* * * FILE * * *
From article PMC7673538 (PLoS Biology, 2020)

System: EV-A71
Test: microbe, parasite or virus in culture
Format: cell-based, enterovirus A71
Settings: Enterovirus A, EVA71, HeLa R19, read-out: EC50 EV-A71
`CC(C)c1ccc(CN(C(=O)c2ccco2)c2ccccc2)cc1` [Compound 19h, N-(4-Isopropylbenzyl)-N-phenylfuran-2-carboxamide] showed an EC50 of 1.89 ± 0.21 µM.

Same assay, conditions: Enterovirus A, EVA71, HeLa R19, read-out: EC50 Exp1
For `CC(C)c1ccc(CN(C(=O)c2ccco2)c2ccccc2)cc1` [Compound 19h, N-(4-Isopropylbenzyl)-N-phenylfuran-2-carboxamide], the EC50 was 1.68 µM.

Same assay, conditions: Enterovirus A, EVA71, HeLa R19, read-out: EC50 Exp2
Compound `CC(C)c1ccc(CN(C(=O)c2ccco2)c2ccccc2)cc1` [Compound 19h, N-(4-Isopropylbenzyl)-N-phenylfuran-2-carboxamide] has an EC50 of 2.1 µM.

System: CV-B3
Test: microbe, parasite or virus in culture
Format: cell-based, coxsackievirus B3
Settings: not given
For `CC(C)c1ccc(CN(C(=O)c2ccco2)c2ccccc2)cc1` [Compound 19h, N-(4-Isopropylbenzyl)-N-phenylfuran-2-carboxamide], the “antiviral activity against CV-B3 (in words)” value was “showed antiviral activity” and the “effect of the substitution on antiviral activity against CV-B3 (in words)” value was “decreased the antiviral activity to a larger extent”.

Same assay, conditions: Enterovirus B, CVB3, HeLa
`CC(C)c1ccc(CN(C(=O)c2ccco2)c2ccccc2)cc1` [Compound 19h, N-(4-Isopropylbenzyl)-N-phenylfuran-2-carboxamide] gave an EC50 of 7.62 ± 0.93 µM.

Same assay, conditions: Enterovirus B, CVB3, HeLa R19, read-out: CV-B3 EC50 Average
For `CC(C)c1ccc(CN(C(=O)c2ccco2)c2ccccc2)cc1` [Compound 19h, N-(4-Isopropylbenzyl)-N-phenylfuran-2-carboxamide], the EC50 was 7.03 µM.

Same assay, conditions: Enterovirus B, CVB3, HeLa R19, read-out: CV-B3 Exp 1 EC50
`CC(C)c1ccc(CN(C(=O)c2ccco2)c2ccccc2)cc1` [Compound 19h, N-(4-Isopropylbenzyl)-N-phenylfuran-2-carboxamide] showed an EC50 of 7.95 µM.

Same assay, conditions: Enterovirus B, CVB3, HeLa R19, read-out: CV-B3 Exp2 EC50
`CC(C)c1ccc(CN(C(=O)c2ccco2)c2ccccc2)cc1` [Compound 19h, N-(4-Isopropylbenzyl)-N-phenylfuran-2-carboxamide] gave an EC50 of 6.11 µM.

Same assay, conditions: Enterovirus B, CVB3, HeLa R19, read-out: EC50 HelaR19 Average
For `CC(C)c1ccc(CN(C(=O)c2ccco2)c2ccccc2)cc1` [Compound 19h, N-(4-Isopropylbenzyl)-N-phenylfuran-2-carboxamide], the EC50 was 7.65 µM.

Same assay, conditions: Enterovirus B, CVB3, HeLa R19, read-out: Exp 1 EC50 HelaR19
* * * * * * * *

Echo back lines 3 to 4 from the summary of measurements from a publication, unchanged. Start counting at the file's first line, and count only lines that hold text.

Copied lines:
Test: microbe, parasite or virus in culture
Format: cell-based, enterovirus A71